The argument being made is not built with the purpose of destroying our country, but it is built with the purpose of improving it. It is not, “I’m kneeling because I hate this country and support nothing about it.” A closer examination would say that “I’m kneeling because I want something in my country to change.”

Seeing oppression and wanting change is no moral crime or even constitutionally offensive. However, the way in which change has been sought can be upsetting or disrespectful to some. It can also unify others and contribute to a different future.

Stop the arguments about whether or not minorities are oppressed in the United States. It’s a fact. They are. Full stop. But guess what? You can be uncomfortable while protesters kneel AND not be a racist. Right or wrong, there are members of our military who have fought and died for the very freedom to protest in the first place and are upset at the sight of certain people unhappy with the results at home. That is simply a natural human reaction.

The thing is, neither side needs to be upset at the other. It does not solve anything. You aren’t even upset at the person across from you for the right reasons. Protesters are fighting against the very real and legitimate inequalities that exist, not against the very fabric of American life or the members of the military, who protect them and their right to protest. At the same time, anti-protesters of good intention  are not necessarily arguing against the existence of inequality or the protesters right to speak. Rather, at the core, they ask for a different approach and more clear depiction of purpose.

Ok, sure. Maybe there is a better time, a better place, a better way… but aren’t we talking about it?

Politics and sports can mix, as they often have in history. There truly is nothing wrong on any level with an athlete speaking or demonstrating their personal thoughts publicly – they have that right and that pedestal to do it from.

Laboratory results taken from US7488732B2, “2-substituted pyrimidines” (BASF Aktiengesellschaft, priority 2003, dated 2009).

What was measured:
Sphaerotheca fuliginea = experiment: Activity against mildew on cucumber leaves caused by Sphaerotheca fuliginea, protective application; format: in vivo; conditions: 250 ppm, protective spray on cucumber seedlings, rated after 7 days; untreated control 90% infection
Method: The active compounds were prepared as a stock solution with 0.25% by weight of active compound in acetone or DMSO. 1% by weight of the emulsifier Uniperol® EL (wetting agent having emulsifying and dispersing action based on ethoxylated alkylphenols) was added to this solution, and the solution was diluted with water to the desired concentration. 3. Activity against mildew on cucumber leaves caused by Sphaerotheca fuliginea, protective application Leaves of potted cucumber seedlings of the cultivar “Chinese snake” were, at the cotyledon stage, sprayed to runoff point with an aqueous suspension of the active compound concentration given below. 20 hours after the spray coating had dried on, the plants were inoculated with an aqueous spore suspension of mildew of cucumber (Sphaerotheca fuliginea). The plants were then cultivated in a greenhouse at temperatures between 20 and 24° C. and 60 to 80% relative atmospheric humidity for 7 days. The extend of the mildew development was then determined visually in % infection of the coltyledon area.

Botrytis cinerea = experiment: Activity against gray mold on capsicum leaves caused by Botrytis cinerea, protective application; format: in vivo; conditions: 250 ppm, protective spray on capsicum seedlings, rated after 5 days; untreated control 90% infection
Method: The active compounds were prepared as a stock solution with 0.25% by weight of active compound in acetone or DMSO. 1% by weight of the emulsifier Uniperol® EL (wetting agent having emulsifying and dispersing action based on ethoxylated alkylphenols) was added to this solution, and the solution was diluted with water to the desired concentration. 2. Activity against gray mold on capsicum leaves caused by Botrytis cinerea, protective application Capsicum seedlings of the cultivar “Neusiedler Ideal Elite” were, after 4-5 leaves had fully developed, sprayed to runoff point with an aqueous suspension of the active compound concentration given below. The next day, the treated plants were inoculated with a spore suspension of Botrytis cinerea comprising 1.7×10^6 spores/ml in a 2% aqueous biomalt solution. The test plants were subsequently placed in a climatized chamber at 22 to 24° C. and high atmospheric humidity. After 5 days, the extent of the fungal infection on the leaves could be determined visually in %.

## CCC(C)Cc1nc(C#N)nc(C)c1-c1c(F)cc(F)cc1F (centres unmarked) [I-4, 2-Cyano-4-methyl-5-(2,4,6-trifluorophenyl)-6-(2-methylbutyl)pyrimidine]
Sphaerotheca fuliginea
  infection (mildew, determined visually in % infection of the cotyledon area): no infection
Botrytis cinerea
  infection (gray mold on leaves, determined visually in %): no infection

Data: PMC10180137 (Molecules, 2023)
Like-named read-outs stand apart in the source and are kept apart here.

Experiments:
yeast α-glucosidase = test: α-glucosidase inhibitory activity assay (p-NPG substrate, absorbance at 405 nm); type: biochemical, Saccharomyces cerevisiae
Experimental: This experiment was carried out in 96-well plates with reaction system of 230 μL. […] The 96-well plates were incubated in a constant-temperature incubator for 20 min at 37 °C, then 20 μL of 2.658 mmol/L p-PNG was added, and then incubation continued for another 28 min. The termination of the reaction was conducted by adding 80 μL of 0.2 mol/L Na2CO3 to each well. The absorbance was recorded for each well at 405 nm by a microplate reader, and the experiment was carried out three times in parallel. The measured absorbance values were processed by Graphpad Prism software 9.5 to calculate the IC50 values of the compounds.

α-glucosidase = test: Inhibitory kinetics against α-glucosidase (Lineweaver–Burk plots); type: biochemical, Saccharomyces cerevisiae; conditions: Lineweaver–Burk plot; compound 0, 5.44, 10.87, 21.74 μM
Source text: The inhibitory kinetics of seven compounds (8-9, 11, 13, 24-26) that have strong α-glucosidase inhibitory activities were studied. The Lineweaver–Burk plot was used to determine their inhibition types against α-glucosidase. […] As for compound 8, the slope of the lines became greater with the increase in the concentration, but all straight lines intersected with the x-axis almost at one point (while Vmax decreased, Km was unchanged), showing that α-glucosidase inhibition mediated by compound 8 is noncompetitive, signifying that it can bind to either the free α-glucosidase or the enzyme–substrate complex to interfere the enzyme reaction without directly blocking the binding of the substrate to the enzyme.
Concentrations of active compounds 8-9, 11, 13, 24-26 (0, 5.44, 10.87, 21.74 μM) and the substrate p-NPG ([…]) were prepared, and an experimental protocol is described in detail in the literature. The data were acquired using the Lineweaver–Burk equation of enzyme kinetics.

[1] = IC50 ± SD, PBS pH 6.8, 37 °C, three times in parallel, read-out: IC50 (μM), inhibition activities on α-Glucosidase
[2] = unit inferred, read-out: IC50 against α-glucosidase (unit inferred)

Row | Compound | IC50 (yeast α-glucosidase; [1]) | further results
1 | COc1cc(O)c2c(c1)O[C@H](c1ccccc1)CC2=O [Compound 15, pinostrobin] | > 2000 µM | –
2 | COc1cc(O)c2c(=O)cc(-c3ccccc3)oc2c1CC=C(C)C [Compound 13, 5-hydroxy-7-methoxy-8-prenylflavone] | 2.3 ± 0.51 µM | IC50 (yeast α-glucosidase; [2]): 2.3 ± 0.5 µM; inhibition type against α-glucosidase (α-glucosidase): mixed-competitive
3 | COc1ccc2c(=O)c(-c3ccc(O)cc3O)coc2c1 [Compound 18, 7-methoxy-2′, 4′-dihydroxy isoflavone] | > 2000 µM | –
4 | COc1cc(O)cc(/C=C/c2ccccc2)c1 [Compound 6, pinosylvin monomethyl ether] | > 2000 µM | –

I can understand that when people begin to protest national symbols during sporting events, things can feel a bit unhinged. Like many, President Donald Trump is concerned about the showing of disrespect – such remarks coming from a man who, one could argue, is not exactly renowned for his respectfulness. This feeling of civil unrest has been the most difficult thing to overcome on a personal level. However, history has a way of bringing clarity to the present.

There are so many moments in the American story that pivot at points like these. When it comes to racial inequality, I now see it as obvious which groups end up on the right side of history. Sports has often amplified our national identity. If you cannot get past your anger towards those protesters ask yourself: Did Tommie Smith and John Carlos not have a message on the podium at the 1968 Olympic Games? Did Muhammad Ali remain silent? Did Jackie Robinson stay in the Negro Leagues or did Branch Rickey refuse to accept him? Every one of these figures stood alongside other agents of change.

America appears to be as divided as it ever has been, but it is moments like these during which we can make the most positive impact for our future and unify across borders of sport, fandom, race, religion, or political affiliation. Here, right now, we can talk about the things that matter and change them. No more bickering about certain laws, restrictions, or feelings about the right approach to protest. You will never find an answer to national unity in these squabbles. Eventually, we will rise to our feet again. But we must make sure that we do it together, and understand why.

*Photo courtesy of Keith Allison via*


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NFL protests: Can we talk about it?